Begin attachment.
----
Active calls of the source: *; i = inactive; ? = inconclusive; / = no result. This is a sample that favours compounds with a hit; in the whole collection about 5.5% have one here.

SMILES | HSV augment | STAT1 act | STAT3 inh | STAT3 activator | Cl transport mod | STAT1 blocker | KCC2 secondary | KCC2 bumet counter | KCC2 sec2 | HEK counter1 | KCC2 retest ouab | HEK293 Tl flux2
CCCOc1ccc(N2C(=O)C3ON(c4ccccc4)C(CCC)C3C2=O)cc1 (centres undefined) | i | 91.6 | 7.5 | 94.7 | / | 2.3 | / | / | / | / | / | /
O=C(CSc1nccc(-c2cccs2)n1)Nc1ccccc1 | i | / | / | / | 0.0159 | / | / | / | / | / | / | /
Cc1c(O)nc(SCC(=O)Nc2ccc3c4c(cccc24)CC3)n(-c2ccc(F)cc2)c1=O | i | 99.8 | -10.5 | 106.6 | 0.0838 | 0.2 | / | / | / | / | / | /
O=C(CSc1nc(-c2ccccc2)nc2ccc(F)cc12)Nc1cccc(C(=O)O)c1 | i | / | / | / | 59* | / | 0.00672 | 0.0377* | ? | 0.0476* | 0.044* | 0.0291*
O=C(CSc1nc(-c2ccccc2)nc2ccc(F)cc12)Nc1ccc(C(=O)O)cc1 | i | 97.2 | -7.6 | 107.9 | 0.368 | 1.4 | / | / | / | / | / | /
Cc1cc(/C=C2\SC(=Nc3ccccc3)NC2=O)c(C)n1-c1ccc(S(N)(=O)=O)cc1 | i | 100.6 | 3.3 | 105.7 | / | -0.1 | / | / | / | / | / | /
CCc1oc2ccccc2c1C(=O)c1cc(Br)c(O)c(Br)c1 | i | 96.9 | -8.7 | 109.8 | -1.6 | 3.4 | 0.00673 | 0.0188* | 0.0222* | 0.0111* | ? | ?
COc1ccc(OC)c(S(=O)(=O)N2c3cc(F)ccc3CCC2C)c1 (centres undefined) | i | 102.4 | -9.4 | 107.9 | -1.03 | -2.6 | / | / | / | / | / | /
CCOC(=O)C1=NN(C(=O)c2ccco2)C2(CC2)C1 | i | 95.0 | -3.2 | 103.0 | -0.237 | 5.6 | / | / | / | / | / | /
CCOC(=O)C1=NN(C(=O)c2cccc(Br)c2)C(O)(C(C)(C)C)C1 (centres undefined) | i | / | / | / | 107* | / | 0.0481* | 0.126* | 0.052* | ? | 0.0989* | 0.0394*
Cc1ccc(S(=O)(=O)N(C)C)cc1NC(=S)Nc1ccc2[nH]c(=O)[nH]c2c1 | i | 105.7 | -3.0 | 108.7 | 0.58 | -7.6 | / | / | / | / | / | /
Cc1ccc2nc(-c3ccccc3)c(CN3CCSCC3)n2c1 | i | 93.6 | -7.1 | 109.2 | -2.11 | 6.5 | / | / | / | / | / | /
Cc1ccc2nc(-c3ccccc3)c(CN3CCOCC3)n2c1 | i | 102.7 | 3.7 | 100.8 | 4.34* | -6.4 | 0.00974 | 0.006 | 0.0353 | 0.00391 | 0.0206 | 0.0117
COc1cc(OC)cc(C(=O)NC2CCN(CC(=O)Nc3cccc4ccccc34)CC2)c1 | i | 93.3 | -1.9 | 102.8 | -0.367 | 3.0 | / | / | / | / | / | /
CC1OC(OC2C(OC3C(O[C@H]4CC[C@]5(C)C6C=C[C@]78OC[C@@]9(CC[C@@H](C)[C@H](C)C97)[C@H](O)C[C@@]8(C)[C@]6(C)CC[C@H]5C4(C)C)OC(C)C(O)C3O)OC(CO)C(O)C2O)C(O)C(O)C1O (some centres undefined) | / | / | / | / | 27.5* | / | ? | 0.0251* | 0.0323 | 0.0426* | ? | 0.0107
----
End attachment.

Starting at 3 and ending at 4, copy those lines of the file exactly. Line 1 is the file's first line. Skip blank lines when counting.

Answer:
CCCOc1ccc(N2C(=O)C3ON(c4ccccc4)C(CCC)C3C2=O)cc1 (centres undefined) | i | 91.6 | 7.5 | 94.7 | / | 2.3 | / | / | / | / | / | /
O=C(CSc1nccc(-c2cccs2)n1)Nc1ccccc1 | i | / | / | / | 0.0159 | / | / | / | / | / | / | /